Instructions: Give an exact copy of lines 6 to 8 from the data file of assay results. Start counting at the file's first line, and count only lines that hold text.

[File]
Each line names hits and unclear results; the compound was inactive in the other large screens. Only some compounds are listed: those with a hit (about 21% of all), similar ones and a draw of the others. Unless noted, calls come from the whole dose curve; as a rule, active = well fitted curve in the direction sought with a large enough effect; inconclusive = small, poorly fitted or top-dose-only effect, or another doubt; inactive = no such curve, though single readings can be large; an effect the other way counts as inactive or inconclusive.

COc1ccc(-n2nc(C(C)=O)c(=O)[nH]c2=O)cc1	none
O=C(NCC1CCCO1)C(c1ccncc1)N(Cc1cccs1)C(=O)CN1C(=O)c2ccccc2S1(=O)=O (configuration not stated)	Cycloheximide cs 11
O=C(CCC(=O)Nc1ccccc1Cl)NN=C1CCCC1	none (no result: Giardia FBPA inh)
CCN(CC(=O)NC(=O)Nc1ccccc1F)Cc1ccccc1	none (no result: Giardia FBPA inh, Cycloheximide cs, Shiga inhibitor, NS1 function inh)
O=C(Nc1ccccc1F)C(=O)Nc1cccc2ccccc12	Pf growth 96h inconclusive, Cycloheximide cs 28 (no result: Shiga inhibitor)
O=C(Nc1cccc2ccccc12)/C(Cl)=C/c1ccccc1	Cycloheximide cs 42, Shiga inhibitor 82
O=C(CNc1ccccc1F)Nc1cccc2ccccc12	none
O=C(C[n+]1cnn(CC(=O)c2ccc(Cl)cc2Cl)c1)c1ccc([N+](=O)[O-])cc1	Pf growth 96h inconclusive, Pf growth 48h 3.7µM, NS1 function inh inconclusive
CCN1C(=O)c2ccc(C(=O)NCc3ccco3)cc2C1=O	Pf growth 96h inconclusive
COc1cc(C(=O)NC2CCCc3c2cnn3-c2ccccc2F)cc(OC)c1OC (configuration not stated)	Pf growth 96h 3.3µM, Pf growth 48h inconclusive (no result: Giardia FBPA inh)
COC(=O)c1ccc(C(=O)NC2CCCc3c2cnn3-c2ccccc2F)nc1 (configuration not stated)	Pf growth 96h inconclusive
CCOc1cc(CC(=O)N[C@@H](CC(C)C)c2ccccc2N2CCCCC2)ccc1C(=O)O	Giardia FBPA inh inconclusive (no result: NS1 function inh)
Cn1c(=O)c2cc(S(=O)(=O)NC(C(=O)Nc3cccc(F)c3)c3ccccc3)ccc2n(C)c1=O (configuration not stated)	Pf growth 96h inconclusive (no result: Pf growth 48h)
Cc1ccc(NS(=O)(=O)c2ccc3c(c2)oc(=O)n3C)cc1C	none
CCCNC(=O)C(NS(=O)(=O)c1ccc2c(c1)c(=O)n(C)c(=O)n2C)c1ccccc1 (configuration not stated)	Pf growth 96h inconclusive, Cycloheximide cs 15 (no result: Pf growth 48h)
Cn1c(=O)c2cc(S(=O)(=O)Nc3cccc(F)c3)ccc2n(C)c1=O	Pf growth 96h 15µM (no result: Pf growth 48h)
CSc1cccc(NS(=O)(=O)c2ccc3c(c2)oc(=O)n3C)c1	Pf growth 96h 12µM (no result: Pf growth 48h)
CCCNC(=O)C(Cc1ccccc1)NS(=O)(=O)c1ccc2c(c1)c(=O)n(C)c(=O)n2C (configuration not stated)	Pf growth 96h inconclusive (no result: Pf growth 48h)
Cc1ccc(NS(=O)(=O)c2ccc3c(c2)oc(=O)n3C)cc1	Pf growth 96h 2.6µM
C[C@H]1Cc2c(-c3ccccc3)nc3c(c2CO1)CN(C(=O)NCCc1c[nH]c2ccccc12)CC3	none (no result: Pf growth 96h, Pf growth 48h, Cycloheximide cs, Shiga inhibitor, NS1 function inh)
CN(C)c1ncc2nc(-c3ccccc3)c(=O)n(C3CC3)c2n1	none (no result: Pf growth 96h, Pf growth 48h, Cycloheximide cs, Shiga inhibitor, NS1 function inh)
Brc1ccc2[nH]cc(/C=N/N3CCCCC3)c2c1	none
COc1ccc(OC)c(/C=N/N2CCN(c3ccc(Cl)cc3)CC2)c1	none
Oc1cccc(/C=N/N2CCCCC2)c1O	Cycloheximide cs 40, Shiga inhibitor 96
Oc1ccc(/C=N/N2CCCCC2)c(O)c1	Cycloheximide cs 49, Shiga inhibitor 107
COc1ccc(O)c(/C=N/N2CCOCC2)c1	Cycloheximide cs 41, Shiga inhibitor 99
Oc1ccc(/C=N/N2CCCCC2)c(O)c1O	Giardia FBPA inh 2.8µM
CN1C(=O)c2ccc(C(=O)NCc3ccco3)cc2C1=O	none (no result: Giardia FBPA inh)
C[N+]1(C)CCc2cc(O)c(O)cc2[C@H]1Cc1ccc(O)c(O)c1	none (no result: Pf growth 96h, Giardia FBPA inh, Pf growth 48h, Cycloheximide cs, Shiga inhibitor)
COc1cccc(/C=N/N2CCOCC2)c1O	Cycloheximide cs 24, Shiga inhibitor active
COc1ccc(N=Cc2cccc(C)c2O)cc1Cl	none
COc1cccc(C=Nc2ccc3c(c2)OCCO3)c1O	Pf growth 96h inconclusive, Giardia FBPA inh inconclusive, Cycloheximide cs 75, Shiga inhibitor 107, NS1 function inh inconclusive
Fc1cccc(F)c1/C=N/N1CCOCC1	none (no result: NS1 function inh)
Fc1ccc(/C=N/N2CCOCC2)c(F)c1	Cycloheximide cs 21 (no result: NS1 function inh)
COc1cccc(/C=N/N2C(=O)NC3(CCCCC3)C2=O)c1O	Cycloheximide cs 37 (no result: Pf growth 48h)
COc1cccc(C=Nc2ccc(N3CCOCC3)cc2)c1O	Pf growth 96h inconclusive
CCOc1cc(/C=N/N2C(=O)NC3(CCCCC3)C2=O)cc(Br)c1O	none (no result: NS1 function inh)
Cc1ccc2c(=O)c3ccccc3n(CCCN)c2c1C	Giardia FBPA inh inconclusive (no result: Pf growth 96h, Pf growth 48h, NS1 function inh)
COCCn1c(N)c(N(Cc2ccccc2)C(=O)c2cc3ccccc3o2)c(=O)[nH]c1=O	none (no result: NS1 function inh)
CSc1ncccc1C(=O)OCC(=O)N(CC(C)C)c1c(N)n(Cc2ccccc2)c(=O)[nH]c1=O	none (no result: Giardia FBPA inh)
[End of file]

O=C(Nc1ccccc1F)C(=O)Nc1cccc2ccccc12	Pf growth 96h inconclusive, Cycloheximide cs 28 (no result: Shiga inhibitor)
O=C(Nc1cccc2ccccc12)/C(Cl)=C/c1ccccc1	Cycloheximide cs 42, Shiga inhibitor 82
O=C(CNc1ccccc1F)Nc1cccc2ccccc12	none